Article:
An Indonesian city has proposed a bylaw that will see LGBTQ people punished for “immoral acts with the same-sex”.

The city of Pariaman in West Sumatra passed regulation earlier this week in an attempt to “eradicate LGBT” in the region by penalising people who are caught committing homosexual acts.

The deputy mayor Mardison Mahyudin announced that “acts that are considered LGBT” will be banned under the new regulation.

“According to our customs, the Minang customs, we are against such acts and behaviour,” he said, according to Openly.

Clauses in the proposed new regulation discriminate against LGBTQ people “who conduct activity that disturbs public order” or commit “immoral acts with the same-sex”.

If an LGBTQ person is caught committing a homosexual act, they could be fined up to 1 million rupiah which converts to roughly £55 ($70).

The proposed bylaw will now be evaluated by the governor within the next 15 days.

Homosexuality is currently not regulated by law in Indonesia, but there have been an increase in bylaws recently specifically targeted at the LGBTQ community.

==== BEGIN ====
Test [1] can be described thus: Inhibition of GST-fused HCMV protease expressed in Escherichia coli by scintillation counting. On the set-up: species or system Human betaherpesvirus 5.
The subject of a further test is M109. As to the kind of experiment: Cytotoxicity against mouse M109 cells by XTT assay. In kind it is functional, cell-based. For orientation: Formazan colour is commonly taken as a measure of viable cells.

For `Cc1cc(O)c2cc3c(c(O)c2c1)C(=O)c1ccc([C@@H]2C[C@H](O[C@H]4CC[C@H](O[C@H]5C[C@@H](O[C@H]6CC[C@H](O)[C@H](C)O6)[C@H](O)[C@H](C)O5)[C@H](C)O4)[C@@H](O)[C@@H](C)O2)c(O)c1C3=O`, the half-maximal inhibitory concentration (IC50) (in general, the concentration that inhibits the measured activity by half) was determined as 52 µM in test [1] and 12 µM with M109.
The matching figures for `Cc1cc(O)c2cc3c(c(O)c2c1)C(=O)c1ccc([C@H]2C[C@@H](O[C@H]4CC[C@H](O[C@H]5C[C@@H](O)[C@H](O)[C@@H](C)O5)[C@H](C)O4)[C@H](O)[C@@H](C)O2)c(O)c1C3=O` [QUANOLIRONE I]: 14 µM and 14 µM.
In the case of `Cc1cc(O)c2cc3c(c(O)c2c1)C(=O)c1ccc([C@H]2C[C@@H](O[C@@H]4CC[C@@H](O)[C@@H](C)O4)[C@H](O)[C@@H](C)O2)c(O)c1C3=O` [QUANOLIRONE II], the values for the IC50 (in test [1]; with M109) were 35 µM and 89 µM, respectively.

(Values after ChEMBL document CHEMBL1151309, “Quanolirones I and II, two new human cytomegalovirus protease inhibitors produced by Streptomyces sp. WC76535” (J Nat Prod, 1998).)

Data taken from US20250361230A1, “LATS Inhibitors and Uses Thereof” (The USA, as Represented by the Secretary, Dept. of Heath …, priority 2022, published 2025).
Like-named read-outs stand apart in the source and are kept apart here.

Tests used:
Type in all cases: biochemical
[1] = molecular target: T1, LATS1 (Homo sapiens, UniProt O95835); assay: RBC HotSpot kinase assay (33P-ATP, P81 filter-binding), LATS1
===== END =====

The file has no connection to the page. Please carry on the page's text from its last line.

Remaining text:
The only region in Indonesia where homosexuality is outlawed currently is the ultra conservative province of Aceh.

“It’s a local ordinance that has no grounds on Indonesia’s constitution nor other national laws,” Andreas Harsono, a researcher at Human Rights Watch told Reuters.

“It’s just another sign that Indonesia is increasingly having two legal systems: the constitutional one and the so-called Islamic sharia system.”

Back in October, Indonesian police arrested a gay couple, reportedly for running a pro-LGBTQ Facebook page.

Indonesia has been turning more hostile toward the LGBTQ community in 2018. At the start of the year they started banning all gay dating apps, with a spokesperson saying that they contained “content related to pornography.”

And at one point in the year, it looked like the country could have banned homosexuality by Valentine’s Day. The bill that aims to ban homosexuality had backing from all 10 of the main Indonesian political parties.

One Indonesian city, Depok, even created a taskforce to “anticipate the spread of LGBT” among young people.

Speaking about why the taskforce had been spread up, Coconuts reported the city’s deputy mayor, Muhammad Idris as saying: “Religion has agreed that LGBT acts are forbidden, so legally we will overcome this problem so that it will not spread.”